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Re: Modelling Disjoint Subtypes

From: Joe Thurbon <usenet_at_thurbon.com>
Date: Thu, 22 Mar 2007 00:37:04 GMT
Message-ID: <QckMh.153$M.64@news-server.bigpond.net.au>


Bob Badour wrote:
> Joe Thurbon wrote:
>

[...]

>>
>> The first approach I can think of uses some sort of
>> type-discriminator, in the employee table. This seems fraught with
>> difficulties: how do you select the table to join on based on the type
>> discriminator other than using multiple queries? How do you prevent
>> nonsense data appearing, for example, in the 'commissiones' table for
>> an employee whos type discriminator is is 'salaries'. So I'm guessing
>> that a type discriminator does not work.
>>
>> The second approach is to have only one sub-type, but have two columns
>> "Type", "Amount" whereby type gives a clue as to how to interpret the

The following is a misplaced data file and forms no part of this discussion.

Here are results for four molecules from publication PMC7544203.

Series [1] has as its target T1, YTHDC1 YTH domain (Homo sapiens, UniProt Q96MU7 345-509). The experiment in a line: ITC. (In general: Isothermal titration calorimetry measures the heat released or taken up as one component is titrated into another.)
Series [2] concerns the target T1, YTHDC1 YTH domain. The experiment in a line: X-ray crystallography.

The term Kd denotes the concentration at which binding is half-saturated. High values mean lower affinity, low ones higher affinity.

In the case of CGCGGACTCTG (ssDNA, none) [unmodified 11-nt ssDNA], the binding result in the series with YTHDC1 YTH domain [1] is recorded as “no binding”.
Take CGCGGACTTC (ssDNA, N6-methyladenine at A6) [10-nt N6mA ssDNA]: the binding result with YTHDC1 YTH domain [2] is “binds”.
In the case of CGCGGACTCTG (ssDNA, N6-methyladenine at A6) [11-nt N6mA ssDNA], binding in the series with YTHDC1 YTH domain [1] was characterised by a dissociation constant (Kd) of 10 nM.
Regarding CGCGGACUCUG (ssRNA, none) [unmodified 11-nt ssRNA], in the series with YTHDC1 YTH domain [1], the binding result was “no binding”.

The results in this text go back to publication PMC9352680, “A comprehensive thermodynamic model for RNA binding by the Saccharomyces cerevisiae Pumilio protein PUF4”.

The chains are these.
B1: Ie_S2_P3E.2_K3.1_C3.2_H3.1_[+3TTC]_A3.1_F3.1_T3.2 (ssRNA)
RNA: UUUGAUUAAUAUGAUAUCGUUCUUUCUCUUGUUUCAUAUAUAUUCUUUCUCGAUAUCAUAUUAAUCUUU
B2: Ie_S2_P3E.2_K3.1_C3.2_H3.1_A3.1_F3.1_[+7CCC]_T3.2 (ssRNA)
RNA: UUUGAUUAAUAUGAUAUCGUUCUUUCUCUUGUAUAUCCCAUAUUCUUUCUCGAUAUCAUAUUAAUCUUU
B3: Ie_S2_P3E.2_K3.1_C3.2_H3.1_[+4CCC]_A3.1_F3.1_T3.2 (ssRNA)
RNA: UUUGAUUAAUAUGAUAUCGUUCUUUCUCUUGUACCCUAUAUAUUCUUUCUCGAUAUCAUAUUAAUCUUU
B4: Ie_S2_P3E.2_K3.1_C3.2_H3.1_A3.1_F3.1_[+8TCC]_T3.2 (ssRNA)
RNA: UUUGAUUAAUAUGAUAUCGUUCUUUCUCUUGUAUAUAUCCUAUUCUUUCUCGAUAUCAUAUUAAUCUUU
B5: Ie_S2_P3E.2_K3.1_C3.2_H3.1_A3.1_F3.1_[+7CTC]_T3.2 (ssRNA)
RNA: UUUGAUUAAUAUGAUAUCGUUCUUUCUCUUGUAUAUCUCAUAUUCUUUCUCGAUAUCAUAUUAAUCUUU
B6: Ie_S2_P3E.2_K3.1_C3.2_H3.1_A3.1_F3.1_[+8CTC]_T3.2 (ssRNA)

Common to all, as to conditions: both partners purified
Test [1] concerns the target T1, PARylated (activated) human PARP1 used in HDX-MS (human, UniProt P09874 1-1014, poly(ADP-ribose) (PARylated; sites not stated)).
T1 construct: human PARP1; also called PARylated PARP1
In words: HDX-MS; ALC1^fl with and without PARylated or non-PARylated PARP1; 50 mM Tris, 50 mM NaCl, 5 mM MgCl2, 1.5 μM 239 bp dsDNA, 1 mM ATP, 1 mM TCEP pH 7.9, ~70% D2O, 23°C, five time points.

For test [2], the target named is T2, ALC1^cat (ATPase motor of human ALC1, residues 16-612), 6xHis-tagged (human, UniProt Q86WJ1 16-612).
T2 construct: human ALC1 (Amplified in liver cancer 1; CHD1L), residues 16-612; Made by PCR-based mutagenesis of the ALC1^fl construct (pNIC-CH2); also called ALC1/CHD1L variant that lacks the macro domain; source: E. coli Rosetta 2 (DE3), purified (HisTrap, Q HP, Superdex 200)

>> ammount (i.e. is it salary or commission). This seems problematic,
>> since , in some sense, the domain of commissions is different to the
>> domain of salaries (at least, according to my understanding of chapter
>> 1 of "Practical Issues..."
>>
>> The other approach requires some sort of check constraint that
>> simulates a kind of 'distributed key' (c.f. Darwen's 'Final Null In Th
>> Coffin'). I can't really work out how this would be done relationally.
>>
>> So I'm stuck. Any hints or clues?

> 
> What if you had an attribute that was a constant? How might that change 
> your analysis above?

Do you mean that I had an attribute whose domain contained only one value, or an attribute that was the value (constant) in another domain? Received on Wed Mar 21 2007 - 19:37:04 CDT

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